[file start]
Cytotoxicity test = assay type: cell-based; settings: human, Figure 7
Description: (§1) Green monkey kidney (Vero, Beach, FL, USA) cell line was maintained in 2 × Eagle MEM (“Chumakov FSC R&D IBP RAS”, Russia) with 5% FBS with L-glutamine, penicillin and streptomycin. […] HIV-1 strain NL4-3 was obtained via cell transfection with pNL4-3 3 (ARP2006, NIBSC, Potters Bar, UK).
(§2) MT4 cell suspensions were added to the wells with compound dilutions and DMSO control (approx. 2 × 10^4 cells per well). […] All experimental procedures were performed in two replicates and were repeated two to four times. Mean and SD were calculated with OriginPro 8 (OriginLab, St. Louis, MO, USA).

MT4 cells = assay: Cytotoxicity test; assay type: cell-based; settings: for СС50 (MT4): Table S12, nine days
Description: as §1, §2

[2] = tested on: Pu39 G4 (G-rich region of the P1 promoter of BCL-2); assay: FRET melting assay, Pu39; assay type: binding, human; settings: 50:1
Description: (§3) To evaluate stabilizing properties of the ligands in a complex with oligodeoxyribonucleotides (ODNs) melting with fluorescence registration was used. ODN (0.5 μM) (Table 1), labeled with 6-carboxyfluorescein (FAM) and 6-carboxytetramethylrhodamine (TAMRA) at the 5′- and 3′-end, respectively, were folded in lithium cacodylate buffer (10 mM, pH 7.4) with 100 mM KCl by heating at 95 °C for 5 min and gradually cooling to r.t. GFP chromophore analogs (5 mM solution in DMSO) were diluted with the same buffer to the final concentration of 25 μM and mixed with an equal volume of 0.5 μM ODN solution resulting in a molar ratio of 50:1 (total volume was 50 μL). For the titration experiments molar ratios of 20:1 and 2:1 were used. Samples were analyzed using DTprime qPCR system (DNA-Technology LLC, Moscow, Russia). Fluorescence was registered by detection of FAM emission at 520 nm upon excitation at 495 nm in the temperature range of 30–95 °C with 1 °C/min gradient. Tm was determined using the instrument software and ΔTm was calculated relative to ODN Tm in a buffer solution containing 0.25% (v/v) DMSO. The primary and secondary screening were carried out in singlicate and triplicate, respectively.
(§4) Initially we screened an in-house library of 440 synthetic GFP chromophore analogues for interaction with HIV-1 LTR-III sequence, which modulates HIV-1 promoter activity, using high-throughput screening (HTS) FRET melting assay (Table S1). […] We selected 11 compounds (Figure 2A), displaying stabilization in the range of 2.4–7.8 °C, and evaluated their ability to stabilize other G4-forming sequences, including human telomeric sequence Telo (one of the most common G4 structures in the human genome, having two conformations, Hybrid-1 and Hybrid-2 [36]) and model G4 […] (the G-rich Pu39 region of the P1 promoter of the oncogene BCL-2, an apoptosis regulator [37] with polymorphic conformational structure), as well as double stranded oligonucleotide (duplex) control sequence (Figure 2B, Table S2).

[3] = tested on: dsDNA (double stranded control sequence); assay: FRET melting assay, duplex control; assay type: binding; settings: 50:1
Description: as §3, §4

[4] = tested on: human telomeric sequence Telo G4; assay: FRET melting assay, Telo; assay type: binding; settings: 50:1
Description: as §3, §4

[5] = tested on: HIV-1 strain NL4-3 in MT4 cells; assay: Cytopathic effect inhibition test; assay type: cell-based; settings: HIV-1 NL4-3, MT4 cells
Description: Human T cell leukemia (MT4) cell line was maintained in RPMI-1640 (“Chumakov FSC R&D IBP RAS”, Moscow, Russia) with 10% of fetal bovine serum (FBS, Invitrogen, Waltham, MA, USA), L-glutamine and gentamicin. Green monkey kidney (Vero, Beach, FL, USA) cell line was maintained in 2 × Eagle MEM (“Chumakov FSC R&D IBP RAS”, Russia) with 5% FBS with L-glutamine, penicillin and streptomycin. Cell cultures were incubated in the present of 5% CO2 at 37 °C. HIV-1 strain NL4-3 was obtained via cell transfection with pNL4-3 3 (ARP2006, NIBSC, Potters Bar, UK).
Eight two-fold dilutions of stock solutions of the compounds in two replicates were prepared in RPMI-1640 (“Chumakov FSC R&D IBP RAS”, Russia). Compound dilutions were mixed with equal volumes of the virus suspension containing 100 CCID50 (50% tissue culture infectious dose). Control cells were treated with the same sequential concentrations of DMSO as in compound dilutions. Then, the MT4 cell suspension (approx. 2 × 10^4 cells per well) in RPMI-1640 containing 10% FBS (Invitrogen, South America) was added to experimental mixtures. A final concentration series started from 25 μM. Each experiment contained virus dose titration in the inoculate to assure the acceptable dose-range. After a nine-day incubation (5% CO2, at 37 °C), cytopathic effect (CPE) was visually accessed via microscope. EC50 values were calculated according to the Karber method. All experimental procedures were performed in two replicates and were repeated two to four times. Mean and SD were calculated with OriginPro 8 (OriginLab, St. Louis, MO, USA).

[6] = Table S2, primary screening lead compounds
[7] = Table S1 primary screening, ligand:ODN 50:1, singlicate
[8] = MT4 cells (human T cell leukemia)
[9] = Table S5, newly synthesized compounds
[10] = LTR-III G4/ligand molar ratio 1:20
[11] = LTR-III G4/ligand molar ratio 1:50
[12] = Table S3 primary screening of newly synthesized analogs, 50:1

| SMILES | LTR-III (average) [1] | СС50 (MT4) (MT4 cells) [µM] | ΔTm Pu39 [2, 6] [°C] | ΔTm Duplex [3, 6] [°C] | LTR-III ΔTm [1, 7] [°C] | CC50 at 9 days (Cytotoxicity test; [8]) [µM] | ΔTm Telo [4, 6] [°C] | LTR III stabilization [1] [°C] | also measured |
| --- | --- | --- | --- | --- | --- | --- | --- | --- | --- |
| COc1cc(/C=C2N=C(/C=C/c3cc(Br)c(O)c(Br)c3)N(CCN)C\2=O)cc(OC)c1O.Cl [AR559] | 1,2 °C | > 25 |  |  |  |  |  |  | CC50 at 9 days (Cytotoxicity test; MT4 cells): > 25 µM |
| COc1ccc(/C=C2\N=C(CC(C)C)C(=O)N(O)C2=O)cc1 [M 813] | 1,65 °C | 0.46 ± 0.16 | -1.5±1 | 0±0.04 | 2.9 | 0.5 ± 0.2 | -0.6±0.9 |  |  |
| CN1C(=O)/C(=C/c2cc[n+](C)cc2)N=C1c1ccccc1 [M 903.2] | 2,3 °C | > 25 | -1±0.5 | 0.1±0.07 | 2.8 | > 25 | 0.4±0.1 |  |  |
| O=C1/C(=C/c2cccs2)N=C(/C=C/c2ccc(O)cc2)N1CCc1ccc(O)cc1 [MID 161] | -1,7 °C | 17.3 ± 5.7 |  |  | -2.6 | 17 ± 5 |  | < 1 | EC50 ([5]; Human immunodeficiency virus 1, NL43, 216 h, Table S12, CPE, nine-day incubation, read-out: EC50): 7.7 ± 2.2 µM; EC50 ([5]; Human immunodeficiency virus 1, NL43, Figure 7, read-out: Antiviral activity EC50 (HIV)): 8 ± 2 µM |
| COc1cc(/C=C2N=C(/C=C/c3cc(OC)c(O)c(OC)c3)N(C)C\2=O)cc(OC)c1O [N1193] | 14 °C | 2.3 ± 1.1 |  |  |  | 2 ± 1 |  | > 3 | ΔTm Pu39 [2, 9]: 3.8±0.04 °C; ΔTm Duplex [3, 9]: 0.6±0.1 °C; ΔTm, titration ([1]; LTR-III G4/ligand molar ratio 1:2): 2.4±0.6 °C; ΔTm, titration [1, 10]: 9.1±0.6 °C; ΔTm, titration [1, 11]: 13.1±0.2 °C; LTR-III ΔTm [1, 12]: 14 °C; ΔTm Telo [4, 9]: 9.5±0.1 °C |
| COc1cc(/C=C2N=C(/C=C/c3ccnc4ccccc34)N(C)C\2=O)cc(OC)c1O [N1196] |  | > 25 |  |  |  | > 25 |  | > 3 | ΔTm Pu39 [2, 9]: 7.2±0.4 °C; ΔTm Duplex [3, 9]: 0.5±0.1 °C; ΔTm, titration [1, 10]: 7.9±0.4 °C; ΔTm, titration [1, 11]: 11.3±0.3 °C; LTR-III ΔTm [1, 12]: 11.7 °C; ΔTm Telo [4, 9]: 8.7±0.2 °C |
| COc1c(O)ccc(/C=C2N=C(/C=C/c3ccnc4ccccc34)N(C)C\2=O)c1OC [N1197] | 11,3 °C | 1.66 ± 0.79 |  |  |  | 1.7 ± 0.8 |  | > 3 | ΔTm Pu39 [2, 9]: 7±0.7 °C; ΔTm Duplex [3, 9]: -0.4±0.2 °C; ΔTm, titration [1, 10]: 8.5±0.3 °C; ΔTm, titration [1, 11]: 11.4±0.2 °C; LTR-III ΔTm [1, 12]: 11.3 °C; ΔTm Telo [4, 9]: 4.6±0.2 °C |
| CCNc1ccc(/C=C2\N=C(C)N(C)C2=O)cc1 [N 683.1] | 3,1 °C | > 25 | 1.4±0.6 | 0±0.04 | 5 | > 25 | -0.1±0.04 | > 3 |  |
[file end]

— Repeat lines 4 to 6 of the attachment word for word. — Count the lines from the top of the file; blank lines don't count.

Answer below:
MT4 cells = assay: Cytotoxicity test; assay type: cell-based; settings: for СС50 (MT4): Table S12, nine days
Description: as §1, §2

[2] = tested on: Pu39 G4 (G-rich region of the P1 promoter of BCL-2); assay: FRET melting assay, Pu39; assay type: binding, human; settings: 50:1